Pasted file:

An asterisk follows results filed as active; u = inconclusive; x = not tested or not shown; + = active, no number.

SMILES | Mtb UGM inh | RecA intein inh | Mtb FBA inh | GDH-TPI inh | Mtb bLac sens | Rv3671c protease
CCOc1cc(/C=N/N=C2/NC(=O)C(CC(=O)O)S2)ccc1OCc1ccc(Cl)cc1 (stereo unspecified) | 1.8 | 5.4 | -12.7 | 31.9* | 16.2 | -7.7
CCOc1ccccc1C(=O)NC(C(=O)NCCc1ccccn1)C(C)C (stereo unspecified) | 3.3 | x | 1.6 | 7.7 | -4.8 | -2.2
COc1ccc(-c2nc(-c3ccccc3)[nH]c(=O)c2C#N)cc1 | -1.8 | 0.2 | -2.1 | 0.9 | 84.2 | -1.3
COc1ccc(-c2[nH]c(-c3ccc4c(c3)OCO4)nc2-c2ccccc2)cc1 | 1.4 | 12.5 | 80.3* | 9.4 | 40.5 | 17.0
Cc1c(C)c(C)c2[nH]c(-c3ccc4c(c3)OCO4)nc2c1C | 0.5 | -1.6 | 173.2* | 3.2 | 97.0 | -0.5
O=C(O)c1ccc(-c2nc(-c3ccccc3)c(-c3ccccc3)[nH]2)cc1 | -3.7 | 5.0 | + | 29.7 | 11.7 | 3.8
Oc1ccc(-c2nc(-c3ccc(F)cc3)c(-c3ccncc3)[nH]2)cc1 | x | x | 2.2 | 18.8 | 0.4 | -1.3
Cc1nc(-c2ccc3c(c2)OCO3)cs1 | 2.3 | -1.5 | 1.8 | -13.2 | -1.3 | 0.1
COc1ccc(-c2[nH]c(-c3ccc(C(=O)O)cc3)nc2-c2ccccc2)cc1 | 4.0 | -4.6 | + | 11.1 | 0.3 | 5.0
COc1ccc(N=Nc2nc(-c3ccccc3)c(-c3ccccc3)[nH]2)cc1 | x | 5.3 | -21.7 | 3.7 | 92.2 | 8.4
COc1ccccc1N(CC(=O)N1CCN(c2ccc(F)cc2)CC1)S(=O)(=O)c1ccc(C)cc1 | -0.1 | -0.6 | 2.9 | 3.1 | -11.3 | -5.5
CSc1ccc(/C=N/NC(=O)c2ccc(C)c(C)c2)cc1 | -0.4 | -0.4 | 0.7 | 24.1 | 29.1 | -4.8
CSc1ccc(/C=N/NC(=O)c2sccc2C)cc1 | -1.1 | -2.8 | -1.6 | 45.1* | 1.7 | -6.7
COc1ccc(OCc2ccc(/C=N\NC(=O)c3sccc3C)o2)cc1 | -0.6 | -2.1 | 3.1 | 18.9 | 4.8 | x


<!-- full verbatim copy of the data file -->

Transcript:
An asterisk follows results filed as active; u = inconclusive; x = not tested or not shown; + = active, no number.

SMILES | Mtb UGM inh | RecA intein inh | Mtb FBA inh | GDH-TPI inh | Mtb bLac sens | Rv3671c protease
CCOc1cc(/C=N/N=C2/NC(=O)C(CC(=O)O)S2)ccc1OCc1ccc(Cl)cc1 (stereo unspecified) | 1.8 | 5.4 | -12.7 | 31.9* | 16.2 | -7.7
CCOc1ccccc1C(=O)NC(C(=O)NCCc1ccccn1)C(C)C (stereo unspecified) | 3.3 | x | 1.6 | 7.7 | -4.8 | -2.2
COc1ccc(-c2nc(-c3ccccc3)[nH]c(=O)c2C#N)cc1 | -1.8 | 0.2 | -2.1 | 0.9 | 84.2 | -1.3
COc1ccc(-c2[nH]c(-c3ccc4c(c3)OCO4)nc2-c2ccccc2)cc1 | 1.4 | 12.5 | 80.3* | 9.4 | 40.5 | 17.0
Cc1c(C)c(C)c2[nH]c(-c3ccc4c(c3)OCO4)nc2c1C | 0.5 | -1.6 | 173.2* | 3.2 | 97.0 | -0.5
O=C(O)c1ccc(-c2nc(-c3ccccc3)c(-c3ccccc3)[nH]2)cc1 | -3.7 | 5.0 | + | 29.7 | 11.7 | 3.8
Oc1ccc(-c2nc(-c3ccc(F)cc3)c(-c3ccncc3)[nH]2)cc1 | x | x | 2.2 | 18.8 | 0.4 | -1.3
Cc1nc(-c2ccc3c(c2)OCO3)cs1 | 2.3 | -1.5 | 1.8 | -13.2 | -1.3 | 0.1
COc1ccc(-c2[nH]c(-c3ccc(C(=O)O)cc3)nc2-c2ccccc2)cc1 | 4.0 | -4.6 | + | 11.1 | 0.3 | 5.0
COc1ccc(N=Nc2nc(-c3ccccc3)c(-c3ccccc3)[nH]2)cc1 | x | 5.3 | -21.7 | 3.7 | 92.2 | 8.4
COc1ccccc1N(CC(=O)N1CCN(c2ccc(F)cc2)CC1)S(=O)(=O)c1ccc(C)cc1 | -0.1 | -0.6 | 2.9 | 3.1 | -11.3 | -5.5
CSc1ccc(/C=N/NC(=O)c2ccc(C)c(C)c2)cc1 | -0.4 | -0.4 | 0.7 | 24.1 | 29.1 | -4.8
CSc1ccc(/C=N/NC(=O)c2sccc2C)cc1 | -1.1 | -2.8 | -1.6 | 45.1* | 1.7 | -6.7
COc1ccc(OCc2ccc(/C=N\NC(=O)c3sccc3C)o2)cc1 | -0.6 | -2.1 | 3.1 | 18.9 | 4.8 | x